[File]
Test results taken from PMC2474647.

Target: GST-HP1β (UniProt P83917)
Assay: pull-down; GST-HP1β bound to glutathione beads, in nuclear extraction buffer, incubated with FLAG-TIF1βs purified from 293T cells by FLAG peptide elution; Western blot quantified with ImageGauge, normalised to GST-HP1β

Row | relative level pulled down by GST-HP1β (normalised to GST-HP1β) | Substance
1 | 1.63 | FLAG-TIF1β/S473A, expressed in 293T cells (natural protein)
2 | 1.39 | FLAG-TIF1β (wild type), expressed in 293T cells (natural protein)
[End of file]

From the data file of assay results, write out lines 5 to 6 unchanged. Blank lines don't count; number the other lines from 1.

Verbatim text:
1 | 1.63 | FLAG-TIF1β/S473A, expressed in 293T cells (natural protein)
2 | 1.39 | FLAG-TIF1β (wild type), expressed in 293T cells (natural protein)